The Vestibular System
What do your ears have to do with balance?
Well, a whole lot actually. Deep inside (behind the R and L eye) the cranium sits your internal GPS that helps you sense head position, how fast your are moving and in what direction, as well where you are posturally. This internal GPS helps you stay upright against the constant gravitational pull we experience on the earth. What is it? Your inner ear! The inner ear is made up of a series of canals and an explanation of these, will help provide a basic understanding of how the inner ear serves to sense movement and help us maintain our balance. There are 3 semi-circular canals in each ear and these are important in sensing rotational movement. Whether your whole body/torso turns with your head or you just turn your head right or left, independently of the rest of your torso, these 3 canals will be stimulated (more so on the side you’re turning towards if things are functioning properly) and you’ll feel the rate and change of that head movement. The other 2 canals in each ear are the utricles and saccules. Saccules pick up movement in the vertical plane, or level changes. They are also sensitive to the speed of the change in position. A couple examples would be getting up out of bed in the morning or doing a squat (vertical change in head position). The R and L utricle pick up on movement in the horizontal plane as well as the speed of that movement. There are a couple more parts, contained within the ear that help us understand how this amazing mechanism can accurately and consistently pick up changes in body position and the speed of those changes. We have endolymph, or fluid in the ears that help us pick up on positional changes. We also have stones, called otoliths in the inner ear. These are often referred to in Physical Therapy as crystals. This term comes from the roots ‘oto’ for ear and ‘lith’ for stone. Inside the otolithic organs and the semicircular canals are hair-like structures called cilia or stereocilia. These structures will sense the direction of the fluid in the ear as well as the speed of the fluid. Imagine a rock star with long, wavy hair driving a convertible. As they start driving down the street by their house, their hair is probably mildly and gently waving in the breeze. As they accelerate onto the highway, that hair is flying back full force. This may help produce a mental image of how the cilia function and how important they are in sensing the change in rate of movement and thus, just how important they are to the vestibular system. I hope this helps provide a better understanding of how you stay upright and maintain your ‘feeling’ of being well-balanced.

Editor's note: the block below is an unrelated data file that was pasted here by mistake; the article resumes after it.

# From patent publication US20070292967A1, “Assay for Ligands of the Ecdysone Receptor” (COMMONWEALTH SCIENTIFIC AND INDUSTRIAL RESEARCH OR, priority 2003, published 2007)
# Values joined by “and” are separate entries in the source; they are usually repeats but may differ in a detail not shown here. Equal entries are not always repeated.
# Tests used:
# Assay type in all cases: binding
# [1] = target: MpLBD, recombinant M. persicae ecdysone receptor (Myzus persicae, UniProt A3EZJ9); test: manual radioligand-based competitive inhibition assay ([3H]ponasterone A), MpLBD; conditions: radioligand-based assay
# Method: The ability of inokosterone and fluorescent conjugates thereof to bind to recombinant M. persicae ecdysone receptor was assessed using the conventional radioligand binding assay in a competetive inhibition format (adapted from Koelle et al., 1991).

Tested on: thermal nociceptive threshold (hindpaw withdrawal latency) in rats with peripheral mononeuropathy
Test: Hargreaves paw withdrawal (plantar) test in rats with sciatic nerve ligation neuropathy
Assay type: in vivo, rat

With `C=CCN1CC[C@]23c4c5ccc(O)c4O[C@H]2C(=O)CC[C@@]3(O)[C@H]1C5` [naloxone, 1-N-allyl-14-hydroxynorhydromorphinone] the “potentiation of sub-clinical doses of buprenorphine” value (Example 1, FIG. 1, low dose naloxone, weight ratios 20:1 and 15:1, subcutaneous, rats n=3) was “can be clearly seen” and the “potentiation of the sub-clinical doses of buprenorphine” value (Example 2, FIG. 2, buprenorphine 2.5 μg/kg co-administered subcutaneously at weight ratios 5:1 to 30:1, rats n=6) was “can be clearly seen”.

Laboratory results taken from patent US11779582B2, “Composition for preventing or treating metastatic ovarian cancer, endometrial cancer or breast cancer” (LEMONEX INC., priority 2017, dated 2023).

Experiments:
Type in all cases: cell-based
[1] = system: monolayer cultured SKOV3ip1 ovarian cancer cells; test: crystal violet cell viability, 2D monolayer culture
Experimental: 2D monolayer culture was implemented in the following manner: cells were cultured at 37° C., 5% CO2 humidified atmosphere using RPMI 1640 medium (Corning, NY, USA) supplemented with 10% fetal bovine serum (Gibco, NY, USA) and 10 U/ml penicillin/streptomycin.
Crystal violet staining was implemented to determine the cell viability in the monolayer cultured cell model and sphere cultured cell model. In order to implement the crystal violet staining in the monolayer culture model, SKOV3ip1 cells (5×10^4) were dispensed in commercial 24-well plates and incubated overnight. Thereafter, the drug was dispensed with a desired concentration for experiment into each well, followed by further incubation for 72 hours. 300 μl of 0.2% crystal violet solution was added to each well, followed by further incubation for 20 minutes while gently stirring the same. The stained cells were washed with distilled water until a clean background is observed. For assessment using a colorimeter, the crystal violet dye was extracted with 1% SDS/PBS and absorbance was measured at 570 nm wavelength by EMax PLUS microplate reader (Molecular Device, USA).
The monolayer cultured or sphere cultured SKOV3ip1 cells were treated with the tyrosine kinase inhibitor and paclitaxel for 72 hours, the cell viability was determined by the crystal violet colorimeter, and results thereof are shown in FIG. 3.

You’ve probably heard the phrase, ‘if you don’t use it, you lose it.’ And this is absolutely true and applies to the vestibular system as well. A variety of head movements and positional changes, at different speeds is very valuable to both improve function of your brain and nervous system as well as to prevent any issues arising from daily life and daily movement.
If you’re looking for a clear, concise and proven system for improving your balance by positively impacting your vestibular system, I have you covered. Give us a call at 612-562-8360 and we will send you a tool kit for FREE!